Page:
Views: 78002 Learn Liberty
Foreign Policy Explained, Ep. 5: What is the Military Industrial Complex? - Learn Liberty
 
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When government and private military contractors get too close, “People are shipped off to fight and die without making our nation any safer”. Learn more: http://hayekandchill.com/foreign-policy/ Unfortunately as a result of the Military Industrial Complex in the U.S. not all acts of war actually end up making our nation any safer. When govt and private military contractors get too close, the citizens of America (and the rest of the world) suffer. Professor Chris Coyne of George Mason University explains. SUBSCRIBE: http://bit.ly/1HVAtKP FOLLOW US: - Website: https://www.learnliberty.org/ - Facebook: https://www.facebook.com/LearnLiberty - Twitter: https://twitter.com/LearnLiberty - Google +: http://bit.ly/1hi66Zz LEARN MORE: Foreign Policy (playlist): Check out our full playlist of videos with professors Chris Coyne and Abby Hall Blanco at hayekandchill.com. How Foreign Policy Changes Domestic Policy (Article): Sheldon Richman on the Boomerang Theory, addressing Chris and Abby’s “Perfecting Tyranny” article. https://reason.com/archives/2014/09/28/how-foreign-policy-changes-domestic-poli War Sucks, What Is It Good For? (Learn Liberty video): Peter Jaworski on war as a fundamentally illiberal act. https://www.youtube.com/watch?v=x1Pgn1zyvSw When Should the US Invade Other Countries? (Learn Liberty video): Debate between Bryan Caplan and Jan Ting on US intervention. https://youtu.be/s8bBue4hzVQ LEARN LIBERTY Your resource for exploring the ideas of a free society. We tackle big questions about what makes a society free or prosperous and how we can improve the world we live in. Watch more at http://bit.ly/1UleLbP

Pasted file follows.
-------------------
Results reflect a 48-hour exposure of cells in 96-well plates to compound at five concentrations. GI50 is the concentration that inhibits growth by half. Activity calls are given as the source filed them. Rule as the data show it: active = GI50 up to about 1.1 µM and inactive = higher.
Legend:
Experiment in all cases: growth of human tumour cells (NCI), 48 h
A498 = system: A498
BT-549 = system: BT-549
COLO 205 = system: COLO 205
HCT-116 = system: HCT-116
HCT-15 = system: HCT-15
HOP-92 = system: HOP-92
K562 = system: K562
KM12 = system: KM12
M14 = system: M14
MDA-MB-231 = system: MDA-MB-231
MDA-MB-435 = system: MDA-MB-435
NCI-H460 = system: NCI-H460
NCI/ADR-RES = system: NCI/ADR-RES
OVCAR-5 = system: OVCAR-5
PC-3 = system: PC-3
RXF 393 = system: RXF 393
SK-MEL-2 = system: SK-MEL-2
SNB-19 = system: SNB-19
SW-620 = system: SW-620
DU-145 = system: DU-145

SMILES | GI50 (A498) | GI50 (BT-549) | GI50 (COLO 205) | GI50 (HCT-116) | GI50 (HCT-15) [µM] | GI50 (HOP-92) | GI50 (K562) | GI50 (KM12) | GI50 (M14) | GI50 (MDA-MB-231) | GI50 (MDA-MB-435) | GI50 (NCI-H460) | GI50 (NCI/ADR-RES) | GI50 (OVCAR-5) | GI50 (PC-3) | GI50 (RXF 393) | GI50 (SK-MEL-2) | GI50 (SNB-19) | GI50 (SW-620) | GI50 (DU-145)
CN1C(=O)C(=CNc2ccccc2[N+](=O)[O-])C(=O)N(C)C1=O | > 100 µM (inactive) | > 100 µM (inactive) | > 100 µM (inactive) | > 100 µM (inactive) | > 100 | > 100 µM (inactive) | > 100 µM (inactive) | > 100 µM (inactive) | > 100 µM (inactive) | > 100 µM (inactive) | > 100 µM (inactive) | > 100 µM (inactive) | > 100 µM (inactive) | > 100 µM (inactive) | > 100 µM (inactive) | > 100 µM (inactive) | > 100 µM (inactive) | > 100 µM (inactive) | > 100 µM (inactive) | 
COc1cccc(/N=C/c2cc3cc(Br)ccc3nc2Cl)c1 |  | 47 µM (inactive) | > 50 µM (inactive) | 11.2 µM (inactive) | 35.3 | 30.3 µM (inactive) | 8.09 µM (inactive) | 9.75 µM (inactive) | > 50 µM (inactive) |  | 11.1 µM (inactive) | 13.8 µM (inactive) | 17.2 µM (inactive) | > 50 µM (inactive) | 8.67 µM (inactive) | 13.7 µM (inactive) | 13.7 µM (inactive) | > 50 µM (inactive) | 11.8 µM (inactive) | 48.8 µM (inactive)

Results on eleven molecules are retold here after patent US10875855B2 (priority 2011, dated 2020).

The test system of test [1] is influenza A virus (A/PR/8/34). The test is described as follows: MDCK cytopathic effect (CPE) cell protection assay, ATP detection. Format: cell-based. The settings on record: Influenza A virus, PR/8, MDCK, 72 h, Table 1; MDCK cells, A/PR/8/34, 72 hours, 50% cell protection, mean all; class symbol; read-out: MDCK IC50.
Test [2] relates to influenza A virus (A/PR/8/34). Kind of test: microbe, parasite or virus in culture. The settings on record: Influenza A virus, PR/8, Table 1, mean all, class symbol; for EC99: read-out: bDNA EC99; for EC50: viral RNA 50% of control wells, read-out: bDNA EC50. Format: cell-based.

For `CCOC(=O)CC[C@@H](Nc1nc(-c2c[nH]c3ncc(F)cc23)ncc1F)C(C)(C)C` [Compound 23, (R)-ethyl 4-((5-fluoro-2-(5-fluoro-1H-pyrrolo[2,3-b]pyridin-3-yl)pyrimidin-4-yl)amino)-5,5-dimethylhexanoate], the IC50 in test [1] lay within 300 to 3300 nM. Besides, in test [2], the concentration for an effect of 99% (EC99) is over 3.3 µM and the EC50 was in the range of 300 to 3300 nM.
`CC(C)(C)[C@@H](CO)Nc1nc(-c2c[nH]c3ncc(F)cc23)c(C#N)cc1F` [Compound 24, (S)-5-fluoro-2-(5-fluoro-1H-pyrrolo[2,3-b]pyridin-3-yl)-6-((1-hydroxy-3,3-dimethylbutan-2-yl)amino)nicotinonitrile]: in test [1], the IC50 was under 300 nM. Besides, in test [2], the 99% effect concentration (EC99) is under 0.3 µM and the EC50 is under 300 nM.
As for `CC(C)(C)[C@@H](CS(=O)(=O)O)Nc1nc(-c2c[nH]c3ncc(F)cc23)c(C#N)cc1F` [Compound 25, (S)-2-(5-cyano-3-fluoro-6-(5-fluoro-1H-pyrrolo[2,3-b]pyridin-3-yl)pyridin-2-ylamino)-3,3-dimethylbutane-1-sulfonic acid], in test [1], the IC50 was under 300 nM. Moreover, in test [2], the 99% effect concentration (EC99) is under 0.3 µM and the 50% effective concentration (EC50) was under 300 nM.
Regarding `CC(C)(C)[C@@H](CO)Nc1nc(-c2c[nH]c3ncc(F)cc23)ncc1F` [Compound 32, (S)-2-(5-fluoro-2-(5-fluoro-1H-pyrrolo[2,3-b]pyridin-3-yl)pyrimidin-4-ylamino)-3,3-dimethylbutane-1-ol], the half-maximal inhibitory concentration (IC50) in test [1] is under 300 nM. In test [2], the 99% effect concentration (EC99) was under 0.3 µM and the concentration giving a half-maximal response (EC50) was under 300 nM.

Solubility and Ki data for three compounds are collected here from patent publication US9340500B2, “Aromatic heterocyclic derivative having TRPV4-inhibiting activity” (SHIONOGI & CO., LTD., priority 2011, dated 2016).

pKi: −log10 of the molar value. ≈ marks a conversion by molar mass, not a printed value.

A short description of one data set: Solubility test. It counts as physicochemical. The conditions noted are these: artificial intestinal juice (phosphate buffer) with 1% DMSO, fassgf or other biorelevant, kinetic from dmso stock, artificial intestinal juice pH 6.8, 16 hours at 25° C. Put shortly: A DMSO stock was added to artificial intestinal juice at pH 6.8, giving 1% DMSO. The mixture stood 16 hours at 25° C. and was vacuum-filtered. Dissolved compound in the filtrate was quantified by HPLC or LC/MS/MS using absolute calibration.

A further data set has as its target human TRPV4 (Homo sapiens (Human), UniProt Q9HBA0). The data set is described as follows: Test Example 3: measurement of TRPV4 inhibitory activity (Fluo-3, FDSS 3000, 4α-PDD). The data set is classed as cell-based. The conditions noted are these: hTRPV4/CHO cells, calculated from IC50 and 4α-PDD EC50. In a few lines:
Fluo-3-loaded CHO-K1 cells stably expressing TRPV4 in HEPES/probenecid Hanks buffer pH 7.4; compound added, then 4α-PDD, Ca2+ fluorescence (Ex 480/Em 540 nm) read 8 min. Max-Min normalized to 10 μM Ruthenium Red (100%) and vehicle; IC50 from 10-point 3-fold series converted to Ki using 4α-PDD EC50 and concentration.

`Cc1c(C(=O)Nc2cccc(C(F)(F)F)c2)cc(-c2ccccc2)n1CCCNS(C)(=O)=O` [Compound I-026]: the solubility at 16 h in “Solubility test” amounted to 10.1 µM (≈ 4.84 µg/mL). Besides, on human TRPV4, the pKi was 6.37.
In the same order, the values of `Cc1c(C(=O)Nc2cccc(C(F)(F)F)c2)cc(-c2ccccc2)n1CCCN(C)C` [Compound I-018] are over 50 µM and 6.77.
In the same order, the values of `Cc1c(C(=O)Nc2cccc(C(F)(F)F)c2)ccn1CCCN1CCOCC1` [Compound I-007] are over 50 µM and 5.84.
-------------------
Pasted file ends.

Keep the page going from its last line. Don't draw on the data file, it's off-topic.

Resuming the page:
Views: 13756 Learn Liberty
US Economic History 3 — National Banks’ Rise and Fall
 
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Does a national bank make the US economy more stable or more chaotic? Video created with the Bill of Rights Institute to help students ace their exams. This is the third video in a series of nine with Professor Brian Domitrovic, which aim to be a resource for students studying for US History exams and to provide a survey of different (and sometimes opposing) viewpoints on key episodes in U.S. economic history. How do you think we did? SUBSCRIBE: http://bit.ly/2dUx6wg LEARN MORE: Hamilton Tells the Story of a Great Historical Figure, but Misses Some of the History (blog post): Interested in learning more about Alexander Hamilton after seeing Hamilton and this video? Peter McNamara explains how historically accurate the musical Hamilton is. http://www.learnliberty.org/blog/hamilton-tells-the-story-of-a-great-historical-figure-but-misses-some-of-the-history/ Cash is not the enemy; central banks are (blog post): Douglas French makes a case against central banks. http://www.learnliberty.org/blog/cash-is-not-the-enemy-central-banks-are/ Andrew Jackson: The First Imperial President (video): Professor Amy Sturgis argues why Andrew Jackson shouldn’t be considered one of America’s greatest presidents. https://www.youtube.com/watch?v=Yd12Wz6o_KI TRANSCRIPT: For a full transcript please visit: http://www.learnliberty.org/videos/us-economic-hist…ks-rise-and-fall/ ‎ LEARN LIBERTY: Your resource for exploring the ideas of a free society. We tackle big questions about what makes a society free or prosperous and how we can improve the world we live in. Watch more at http://www.learnliberty.org/.